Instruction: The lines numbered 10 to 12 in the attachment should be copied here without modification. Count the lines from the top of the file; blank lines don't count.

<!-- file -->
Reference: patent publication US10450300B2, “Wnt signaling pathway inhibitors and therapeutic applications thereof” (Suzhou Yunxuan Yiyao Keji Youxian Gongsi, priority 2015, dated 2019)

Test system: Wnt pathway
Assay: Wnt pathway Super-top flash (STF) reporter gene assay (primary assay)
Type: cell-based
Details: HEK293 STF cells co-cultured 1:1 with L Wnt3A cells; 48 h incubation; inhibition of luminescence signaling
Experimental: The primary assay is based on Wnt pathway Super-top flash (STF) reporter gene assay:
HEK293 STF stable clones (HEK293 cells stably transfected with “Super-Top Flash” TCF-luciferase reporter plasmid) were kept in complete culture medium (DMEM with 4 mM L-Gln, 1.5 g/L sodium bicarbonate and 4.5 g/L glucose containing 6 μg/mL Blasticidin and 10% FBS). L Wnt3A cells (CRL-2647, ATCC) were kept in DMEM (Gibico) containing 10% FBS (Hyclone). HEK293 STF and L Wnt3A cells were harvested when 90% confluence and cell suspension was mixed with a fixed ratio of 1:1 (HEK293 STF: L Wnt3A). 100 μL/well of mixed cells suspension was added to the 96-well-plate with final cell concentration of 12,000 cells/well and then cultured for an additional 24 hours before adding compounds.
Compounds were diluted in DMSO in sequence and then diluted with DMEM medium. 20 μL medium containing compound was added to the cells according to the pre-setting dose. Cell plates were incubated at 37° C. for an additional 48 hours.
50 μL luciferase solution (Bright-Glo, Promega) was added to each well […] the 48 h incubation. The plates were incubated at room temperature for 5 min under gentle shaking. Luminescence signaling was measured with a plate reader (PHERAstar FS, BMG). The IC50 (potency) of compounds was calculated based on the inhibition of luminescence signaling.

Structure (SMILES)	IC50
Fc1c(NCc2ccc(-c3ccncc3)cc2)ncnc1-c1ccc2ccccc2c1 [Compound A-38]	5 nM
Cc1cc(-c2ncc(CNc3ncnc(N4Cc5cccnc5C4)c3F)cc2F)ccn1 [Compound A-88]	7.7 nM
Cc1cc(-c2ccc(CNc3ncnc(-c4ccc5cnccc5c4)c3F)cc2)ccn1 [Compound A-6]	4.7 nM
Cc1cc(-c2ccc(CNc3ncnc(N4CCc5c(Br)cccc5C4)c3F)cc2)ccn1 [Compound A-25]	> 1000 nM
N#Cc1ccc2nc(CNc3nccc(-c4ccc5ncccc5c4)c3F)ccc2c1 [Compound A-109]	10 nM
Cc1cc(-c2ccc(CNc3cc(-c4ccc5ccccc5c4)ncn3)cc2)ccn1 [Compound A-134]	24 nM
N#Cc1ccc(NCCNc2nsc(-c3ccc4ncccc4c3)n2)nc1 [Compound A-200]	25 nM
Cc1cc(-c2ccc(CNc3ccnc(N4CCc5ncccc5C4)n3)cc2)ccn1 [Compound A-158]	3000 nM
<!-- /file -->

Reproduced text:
Structure (SMILES)	IC50
Fc1c(NCc2ccc(-c3ccncc3)cc2)ncnc1-c1ccc2ccccc2c1 [Compound A-38]	5 nM
Cc1cc(-c2ncc(CNc3ncnc(N4Cc5cccnc5C4)c3F)cc2F)ccn1 [Compound A-88]	7.7 nM